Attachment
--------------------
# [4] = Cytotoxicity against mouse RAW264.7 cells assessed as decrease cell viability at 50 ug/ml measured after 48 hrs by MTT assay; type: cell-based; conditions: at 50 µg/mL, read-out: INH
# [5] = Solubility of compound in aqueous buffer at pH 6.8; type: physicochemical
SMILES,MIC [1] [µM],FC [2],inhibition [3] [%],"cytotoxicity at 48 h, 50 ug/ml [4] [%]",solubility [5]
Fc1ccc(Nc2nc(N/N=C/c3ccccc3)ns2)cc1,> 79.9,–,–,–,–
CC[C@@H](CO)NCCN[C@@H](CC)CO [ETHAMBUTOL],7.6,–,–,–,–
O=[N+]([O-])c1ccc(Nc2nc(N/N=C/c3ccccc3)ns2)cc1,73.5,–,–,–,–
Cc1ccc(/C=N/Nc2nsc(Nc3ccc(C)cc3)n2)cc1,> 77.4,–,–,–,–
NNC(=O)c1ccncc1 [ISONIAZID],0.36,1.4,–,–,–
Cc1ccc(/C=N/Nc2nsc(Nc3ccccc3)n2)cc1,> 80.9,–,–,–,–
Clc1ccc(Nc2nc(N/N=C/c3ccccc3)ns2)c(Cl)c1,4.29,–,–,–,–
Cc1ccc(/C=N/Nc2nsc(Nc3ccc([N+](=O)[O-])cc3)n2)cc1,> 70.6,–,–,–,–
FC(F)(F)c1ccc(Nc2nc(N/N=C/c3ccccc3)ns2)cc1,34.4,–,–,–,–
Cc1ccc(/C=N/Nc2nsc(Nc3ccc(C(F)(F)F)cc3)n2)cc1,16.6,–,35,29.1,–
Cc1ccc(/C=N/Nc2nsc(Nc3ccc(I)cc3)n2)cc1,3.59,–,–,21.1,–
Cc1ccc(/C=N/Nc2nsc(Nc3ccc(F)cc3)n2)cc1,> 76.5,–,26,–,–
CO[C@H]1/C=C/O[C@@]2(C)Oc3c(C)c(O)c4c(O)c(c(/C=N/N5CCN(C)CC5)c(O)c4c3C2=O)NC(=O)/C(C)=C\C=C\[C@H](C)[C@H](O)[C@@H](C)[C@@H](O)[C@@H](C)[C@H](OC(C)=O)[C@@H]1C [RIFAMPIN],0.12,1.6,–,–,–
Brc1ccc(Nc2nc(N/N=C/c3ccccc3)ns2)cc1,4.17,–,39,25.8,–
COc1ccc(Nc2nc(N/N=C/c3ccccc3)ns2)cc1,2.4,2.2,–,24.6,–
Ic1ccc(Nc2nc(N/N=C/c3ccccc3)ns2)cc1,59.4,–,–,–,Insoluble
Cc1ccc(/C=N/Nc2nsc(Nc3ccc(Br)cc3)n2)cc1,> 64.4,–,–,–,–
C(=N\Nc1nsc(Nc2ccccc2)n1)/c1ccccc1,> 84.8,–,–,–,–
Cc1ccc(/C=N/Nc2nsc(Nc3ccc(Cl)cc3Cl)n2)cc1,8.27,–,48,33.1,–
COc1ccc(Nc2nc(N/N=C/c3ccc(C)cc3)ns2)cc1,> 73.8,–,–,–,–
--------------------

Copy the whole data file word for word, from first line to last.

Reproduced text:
# [4] = Cytotoxicity against mouse RAW264.7 cells assessed as decrease cell viability at 50 ug/ml measured after 48 hrs by MTT assay; type: cell-based; conditions: at 50 µg/mL, read-out: INH
# [5] = Solubility of compound in aqueous buffer at pH 6.8; type: physicochemical
SMILES,MIC [1] [µM],FC [2],inhibition [3] [%],"cytotoxicity at 48 h, 50 ug/ml [4] [%]",solubility [5]
Fc1ccc(Nc2nc(N/N=C/c3ccccc3)ns2)cc1,> 79.9,–,–,–,–
CC[C@@H](CO)NCCN[C@@H](CC)CO [ETHAMBUTOL],7.6,–,–,–,–
O=[N+]([O-])c1ccc(Nc2nc(N/N=C/c3ccccc3)ns2)cc1,73.5,–,–,–,–
Cc1ccc(/C=N/Nc2nsc(Nc3ccc(C)cc3)n2)cc1,> 77.4,–,–,–,–
NNC(=O)c1ccncc1 [ISONIAZID],0.36,1.4,–,–,–
Cc1ccc(/C=N/Nc2nsc(Nc3ccccc3)n2)cc1,> 80.9,–,–,–,–
Clc1ccc(Nc2nc(N/N=C/c3ccccc3)ns2)c(Cl)c1,4.29,–,–,–,–
Cc1ccc(/C=N/Nc2nsc(Nc3ccc([N+](=O)[O-])cc3)n2)cc1,> 70.6,–,–,–,–
FC(F)(F)c1ccc(Nc2nc(N/N=C/c3ccccc3)ns2)cc1,34.4,–,–,–,–
Cc1ccc(/C=N/Nc2nsc(Nc3ccc(C(F)(F)F)cc3)n2)cc1,16.6,–,35,29.1,–
Cc1ccc(/C=N/Nc2nsc(Nc3ccc(I)cc3)n2)cc1,3.59,–,–,21.1,–
Cc1ccc(/C=N/Nc2nsc(Nc3ccc(F)cc3)n2)cc1,> 76.5,–,26,–,–
CO[C@H]1/C=C/O[C@@]2(C)Oc3c(C)c(O)c4c(O)c(c(/C=N/N5CCN(C)CC5)c(O)c4c3C2=O)NC(=O)/C(C)=C\C=C\[C@H](C)[C@H](O)[C@@H](C)[C@@H](O)[C@@H](C)[C@H](OC(C)=O)[C@@H]1C [RIFAMPIN],0.12,1.6,–,–,–
Brc1ccc(Nc2nc(N/N=C/c3ccccc3)ns2)cc1,4.17,–,39,25.8,–
COc1ccc(Nc2nc(N/N=C/c3ccccc3)ns2)cc1,2.4,2.2,–,24.6,–
Ic1ccc(Nc2nc(N/N=C/c3ccccc3)ns2)cc1,59.4,–,–,–,Insoluble
Cc1ccc(/C=N/Nc2nsc(Nc3ccc(Br)cc3)n2)cc1,> 64.4,–,–,–,–
C(=N\Nc1nsc(Nc2ccccc2)n1)/c1ccccc1,> 84.8,–,–,–,–
Cc1ccc(/C=N/Nc2nsc(Nc3ccc(Cl)cc3Cl)n2)cc1,8.27,–,48,33.1,–
COc1ccc(Nc2nc(N/N=C/c3ccc(C)cc3)ns2)cc1,> 73.8,–,–,–,–